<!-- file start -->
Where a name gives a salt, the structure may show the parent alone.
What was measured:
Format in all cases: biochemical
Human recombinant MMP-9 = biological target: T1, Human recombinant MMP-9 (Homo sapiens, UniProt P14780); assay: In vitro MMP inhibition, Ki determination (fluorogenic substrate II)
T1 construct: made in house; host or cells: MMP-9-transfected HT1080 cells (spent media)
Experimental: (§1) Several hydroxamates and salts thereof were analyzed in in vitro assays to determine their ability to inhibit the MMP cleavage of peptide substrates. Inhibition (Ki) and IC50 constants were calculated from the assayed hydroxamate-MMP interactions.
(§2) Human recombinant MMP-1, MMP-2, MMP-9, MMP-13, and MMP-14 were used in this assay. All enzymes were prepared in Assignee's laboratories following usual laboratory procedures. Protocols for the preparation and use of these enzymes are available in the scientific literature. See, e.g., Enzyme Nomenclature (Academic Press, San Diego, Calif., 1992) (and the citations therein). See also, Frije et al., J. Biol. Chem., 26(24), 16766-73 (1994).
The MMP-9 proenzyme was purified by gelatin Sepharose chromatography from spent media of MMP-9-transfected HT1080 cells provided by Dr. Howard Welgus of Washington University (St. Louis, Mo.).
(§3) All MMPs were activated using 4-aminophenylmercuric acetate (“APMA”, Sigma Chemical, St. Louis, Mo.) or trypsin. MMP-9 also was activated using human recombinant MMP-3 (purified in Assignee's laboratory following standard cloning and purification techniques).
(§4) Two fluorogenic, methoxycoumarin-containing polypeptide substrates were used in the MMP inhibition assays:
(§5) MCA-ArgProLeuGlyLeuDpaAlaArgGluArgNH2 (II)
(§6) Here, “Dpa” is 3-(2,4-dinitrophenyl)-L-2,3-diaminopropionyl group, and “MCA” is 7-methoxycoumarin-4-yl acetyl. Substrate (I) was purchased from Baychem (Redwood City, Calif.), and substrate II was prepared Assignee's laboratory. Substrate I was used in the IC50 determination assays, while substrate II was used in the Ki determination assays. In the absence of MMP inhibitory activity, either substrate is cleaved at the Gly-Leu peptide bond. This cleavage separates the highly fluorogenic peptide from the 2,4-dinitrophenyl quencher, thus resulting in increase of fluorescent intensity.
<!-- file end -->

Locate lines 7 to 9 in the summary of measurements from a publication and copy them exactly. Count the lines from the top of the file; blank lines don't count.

(§2) Human recombinant MMP-1, MMP-2, MMP-9, MMP-13, and MMP-14 were used in this assay. All enzymes were prepared in Assignee's laboratories following usual laboratory procedures. Protocols for the preparation and use of these enzymes are available in the scientific literature. See, e.g., Enzyme Nomenclature (Academic Press, San Diego, Calif., 1992) (and the citations therein). See also, Frije et al., J. Biol. Chem., 26(24), 16766-73 (1994).
The MMP-9 proenzyme was purified by gelatin Sepharose chromatography from spent media of MMP-9-transfected HT1080 cells provided by Dr. Howard Welgus of Washington University (St. Louis, Mo.).
(§3) All MMPs were activated using 4-aminophenylmercuric acetate (“APMA”, Sigma Chemical, St. Louis, Mo.) or trypsin. MMP-9 also was activated using human recombinant MMP-3 (purified in Assignee's laboratory following standard cloning and purification techniques).